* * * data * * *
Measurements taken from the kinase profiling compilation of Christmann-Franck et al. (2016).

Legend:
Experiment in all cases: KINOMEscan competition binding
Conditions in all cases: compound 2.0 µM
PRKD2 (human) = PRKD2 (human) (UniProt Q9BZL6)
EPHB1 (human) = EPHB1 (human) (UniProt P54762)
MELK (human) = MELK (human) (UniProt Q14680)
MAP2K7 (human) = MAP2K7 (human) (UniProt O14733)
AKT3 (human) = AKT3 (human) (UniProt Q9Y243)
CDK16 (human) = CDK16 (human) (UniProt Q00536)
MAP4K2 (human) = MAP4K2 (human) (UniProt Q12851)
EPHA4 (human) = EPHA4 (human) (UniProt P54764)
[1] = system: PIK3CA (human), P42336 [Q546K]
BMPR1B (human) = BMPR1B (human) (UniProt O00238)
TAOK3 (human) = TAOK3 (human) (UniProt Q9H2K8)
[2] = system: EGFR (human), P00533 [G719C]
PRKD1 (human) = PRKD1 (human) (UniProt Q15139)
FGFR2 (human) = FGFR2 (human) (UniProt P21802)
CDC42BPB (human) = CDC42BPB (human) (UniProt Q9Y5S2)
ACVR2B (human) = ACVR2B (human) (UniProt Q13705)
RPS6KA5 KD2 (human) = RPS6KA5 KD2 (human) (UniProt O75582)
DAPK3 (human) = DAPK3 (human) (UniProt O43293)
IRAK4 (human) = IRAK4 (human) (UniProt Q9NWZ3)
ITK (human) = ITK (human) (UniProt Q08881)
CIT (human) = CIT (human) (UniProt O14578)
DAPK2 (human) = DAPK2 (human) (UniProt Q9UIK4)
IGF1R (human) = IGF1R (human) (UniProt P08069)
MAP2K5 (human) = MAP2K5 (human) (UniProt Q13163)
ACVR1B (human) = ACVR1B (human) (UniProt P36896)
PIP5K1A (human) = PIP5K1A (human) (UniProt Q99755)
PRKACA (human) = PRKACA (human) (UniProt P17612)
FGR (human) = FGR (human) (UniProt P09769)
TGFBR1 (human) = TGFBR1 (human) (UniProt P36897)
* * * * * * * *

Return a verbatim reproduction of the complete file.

Measurements taken from the kinase profiling compilation of Christmann-Franck et al. (2016).

Legend:
Experiment in all cases: KINOMEscan competition binding
Conditions in all cases: compound 2.0 µM
PRKD2 (human) = PRKD2 (human) (UniProt Q9BZL6)
EPHB1 (human) = EPHB1 (human) (UniProt P54762)
MELK (human) = MELK (human) (UniProt Q14680)
MAP2K7 (human) = MAP2K7 (human) (UniProt O14733)
AKT3 (human) = AKT3 (human) (UniProt Q9Y243)
CDK16 (human) = CDK16 (human) (UniProt Q00536)
MAP4K2 (human) = MAP4K2 (human) (UniProt Q12851)
EPHA4 (human) = EPHA4 (human) (UniProt P54764)
[1] = system: PIK3CA (human), P42336 [Q546K]
BMPR1B (human) = BMPR1B (human) (UniProt O00238)
TAOK3 (human) = TAOK3 (human) (UniProt Q9H2K8)
[2] = system: EGFR (human), P00533 [G719C]
PRKD1 (human) = PRKD1 (human) (UniProt Q15139)
FGFR2 (human) = FGFR2 (human) (UniProt P21802)
CDC42BPB (human) = CDC42BPB (human) (UniProt Q9Y5S2)
ACVR2B (human) = ACVR2B (human) (UniProt Q13705)
RPS6KA5 KD2 (human) = RPS6KA5 KD2 (human) (UniProt O75582)
DAPK3 (human) = DAPK3 (human) (UniProt O43293)
IRAK4 (human) = IRAK4 (human) (UniProt Q9NWZ3)
ITK (human) = ITK (human) (UniProt Q08881)
CIT (human) = CIT (human) (UniProt O14578)
DAPK2 (human) = DAPK2 (human) (UniProt Q9UIK4)
IGF1R (human) = IGF1R (human) (UniProt P08069)
MAP2K5 (human) = MAP2K5 (human) (UniProt Q13163)
ACVR1B (human) = ACVR1B (human) (UniProt P36896)
PIP5K1A (human) = PIP5K1A (human) (UniProt Q99755)
PRKACA (human) = PRKACA (human) (UniProt P17612)
FGR (human) = FGR (human) (UniProt P09769)
TGFBR1 (human) = TGFBR1 (human) (UniProt P36897)